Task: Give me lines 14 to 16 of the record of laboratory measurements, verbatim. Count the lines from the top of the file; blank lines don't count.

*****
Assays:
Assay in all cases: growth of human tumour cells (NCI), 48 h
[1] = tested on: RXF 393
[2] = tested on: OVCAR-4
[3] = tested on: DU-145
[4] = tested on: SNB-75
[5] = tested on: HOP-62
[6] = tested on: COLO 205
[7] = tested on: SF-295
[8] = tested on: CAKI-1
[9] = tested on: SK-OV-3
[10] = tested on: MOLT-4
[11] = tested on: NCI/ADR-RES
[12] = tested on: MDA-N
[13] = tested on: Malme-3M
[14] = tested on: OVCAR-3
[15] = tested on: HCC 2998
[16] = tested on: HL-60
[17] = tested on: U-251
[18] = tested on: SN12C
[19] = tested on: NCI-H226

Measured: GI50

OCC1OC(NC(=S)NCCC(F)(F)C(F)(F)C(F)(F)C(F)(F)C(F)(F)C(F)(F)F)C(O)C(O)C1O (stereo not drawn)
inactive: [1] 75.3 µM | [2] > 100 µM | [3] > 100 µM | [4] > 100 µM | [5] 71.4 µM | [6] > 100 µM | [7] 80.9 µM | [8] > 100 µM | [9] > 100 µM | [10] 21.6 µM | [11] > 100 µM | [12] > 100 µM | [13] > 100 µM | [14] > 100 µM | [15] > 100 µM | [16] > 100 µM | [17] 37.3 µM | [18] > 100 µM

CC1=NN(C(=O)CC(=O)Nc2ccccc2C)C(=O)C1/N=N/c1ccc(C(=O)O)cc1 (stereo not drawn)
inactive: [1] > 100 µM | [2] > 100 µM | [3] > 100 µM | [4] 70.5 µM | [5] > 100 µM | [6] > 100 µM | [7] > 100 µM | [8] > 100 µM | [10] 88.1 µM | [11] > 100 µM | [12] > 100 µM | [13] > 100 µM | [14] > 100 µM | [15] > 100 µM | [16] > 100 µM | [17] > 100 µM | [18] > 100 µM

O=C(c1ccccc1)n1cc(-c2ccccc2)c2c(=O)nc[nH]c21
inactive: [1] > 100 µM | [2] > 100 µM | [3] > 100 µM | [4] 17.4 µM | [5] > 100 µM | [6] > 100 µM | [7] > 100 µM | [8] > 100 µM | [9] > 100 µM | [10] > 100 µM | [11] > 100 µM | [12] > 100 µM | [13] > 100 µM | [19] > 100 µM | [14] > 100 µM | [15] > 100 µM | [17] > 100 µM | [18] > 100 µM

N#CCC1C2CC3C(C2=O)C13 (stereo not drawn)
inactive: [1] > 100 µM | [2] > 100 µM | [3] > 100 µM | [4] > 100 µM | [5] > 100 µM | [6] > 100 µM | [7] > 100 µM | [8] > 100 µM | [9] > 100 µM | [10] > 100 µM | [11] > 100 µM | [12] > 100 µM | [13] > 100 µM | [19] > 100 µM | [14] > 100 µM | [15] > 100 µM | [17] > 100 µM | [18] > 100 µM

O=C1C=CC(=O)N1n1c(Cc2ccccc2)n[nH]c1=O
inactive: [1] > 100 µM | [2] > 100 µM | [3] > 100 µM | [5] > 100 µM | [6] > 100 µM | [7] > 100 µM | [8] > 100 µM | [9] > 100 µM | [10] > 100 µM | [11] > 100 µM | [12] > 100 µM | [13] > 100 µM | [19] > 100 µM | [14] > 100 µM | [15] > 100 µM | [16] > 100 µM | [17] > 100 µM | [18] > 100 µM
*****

[12] = tested on: MDA-N
[13] = tested on: Malme-3M
[14] = tested on: OVCAR-3